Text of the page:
Effects of Weighted Vests on the Engagement of Children With Developmental Delays and Autism
Reichow, B., Barton, E. E., Sewell, J. N., Good, L., & Wolery, M. (2010). Effects of weighted vests on the engagement of children with developmental delays and autism. Focus on Autism and Other Developmental Disabilities, 25, (1), 3-11.
Reviewed by: Briana Tingler, MA, BCBA and Karen Fried, PsyD, BCBA-D
Why research this topic?
Weighted vests were developed as a treatment for individuals with autism and developmental delays and are intended to improve behavior by regulating and organizing sensory input. Although weighted vests are popular, their effectiveness remains unclear. The present study aimed to use a strong experimental design to examine outcomes of weighted vests.
What did the researchers do?
Participants were three boys, age 4 to 5 years, two diagnosed with autism and one with developmental delay. They attended a university-affiliated, inclusive early childhood center and were already using a weighted vest before the study, which their teacher considered beneficial. Sessions occurred in each child’s usual classroom during morning table-time. Three different conditions were alternated across the 5-day study: (1) wearing a weighted vest (5% of child’s body weight per guidelines in occupational therapy literature), (2) wearing an unweighted vest (padded with foam so that it appeared similar to the weighted vest), and (3) wearing no vest. Five behaviors were measured: (1) engagement (purposeful, appropriate manipulation of materials or attending to a teacher or peer), (2) non-engagement, (3) repetitive behavior or mouthing materials, 4) problem behavior (crying, aggression, hitting, kicking), and (5) face out of view. Data were recorded every 10 seconds on the occurrence or non-occurrence of the behaviors during the first 10 minutes of table-time.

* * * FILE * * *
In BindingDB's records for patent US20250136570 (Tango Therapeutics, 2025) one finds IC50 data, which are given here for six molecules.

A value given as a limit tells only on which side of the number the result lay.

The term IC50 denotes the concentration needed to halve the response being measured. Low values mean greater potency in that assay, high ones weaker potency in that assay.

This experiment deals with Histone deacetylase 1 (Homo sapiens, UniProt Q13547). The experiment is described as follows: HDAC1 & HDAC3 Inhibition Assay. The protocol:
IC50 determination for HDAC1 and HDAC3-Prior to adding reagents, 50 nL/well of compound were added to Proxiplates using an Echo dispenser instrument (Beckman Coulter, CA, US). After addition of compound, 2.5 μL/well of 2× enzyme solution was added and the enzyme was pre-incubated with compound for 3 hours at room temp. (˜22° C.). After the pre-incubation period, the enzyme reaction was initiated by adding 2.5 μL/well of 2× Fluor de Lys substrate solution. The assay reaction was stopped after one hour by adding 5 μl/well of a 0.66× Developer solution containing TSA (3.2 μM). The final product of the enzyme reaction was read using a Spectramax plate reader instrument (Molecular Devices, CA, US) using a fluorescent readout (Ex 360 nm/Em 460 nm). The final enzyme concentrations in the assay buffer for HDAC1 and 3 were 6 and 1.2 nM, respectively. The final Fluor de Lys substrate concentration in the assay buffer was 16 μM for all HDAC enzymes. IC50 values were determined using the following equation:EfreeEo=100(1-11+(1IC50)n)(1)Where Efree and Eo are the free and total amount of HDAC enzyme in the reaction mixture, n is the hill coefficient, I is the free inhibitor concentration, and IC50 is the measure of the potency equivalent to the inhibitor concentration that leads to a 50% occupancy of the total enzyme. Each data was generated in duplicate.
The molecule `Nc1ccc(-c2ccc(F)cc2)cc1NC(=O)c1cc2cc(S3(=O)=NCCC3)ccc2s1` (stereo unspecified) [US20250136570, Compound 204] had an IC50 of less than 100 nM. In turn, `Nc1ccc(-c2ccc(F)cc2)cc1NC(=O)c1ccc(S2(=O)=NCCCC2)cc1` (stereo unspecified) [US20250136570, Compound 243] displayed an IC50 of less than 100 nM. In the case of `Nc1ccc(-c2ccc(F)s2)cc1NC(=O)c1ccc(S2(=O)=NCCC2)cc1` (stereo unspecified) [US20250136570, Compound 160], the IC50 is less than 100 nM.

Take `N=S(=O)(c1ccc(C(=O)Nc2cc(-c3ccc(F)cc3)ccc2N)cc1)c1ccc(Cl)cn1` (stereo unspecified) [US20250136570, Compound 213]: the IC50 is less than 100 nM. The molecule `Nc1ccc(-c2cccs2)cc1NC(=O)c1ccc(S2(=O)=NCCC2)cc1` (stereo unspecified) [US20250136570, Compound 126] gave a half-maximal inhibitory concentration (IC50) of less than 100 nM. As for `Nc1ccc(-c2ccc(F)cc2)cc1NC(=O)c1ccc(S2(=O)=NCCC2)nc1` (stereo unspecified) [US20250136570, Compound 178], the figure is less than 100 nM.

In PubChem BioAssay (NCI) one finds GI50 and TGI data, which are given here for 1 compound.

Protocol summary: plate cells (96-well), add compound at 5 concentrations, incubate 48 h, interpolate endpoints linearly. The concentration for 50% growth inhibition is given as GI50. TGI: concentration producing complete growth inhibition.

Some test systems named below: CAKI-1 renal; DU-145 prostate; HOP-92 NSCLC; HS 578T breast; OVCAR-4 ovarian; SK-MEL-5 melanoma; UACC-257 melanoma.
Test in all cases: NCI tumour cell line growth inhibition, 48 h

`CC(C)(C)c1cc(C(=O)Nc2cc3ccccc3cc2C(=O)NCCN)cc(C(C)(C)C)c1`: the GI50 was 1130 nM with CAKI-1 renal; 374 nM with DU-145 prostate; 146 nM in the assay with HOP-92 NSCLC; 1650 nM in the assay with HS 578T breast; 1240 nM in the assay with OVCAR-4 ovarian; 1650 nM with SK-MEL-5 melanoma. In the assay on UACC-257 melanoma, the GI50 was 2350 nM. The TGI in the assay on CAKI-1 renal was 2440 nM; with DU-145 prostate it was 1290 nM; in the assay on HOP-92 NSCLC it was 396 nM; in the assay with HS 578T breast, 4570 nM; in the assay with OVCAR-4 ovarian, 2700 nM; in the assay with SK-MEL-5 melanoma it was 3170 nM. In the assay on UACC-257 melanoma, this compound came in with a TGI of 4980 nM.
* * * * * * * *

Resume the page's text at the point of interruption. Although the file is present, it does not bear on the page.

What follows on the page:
What did the researchers find?
Two participants showed no differences in any behavior across the three conditions. One participant displayed more problem behavior and slightly less stereotypic behavior when wearing a weighted vest than in the other conditions.
What are the strengths and limitations of the study?
This study used a rigorous experimental design with well-defined behaviors, clear description of experimental procedures, and use of “imposter weights” made of foam to keep observers blind to the condition. Limitations were the inclusion of only 3 participants and a short study period (5 days), preventing the detection of longer-term or delayed effects (if any).
What do the results mean?
These results, obtained from a well-designed study, do not support the use of weighted vests as a treatment for children with autism or developmental delays.
Please use the following format to cite this article:
Tingler, B., & Fried, K. (2016). Research Synopses: Effects of Weighted Vests on the Engagement of Children With Developmental Delays and Autism.Science in Autism Treatment, 13(4), 39-40.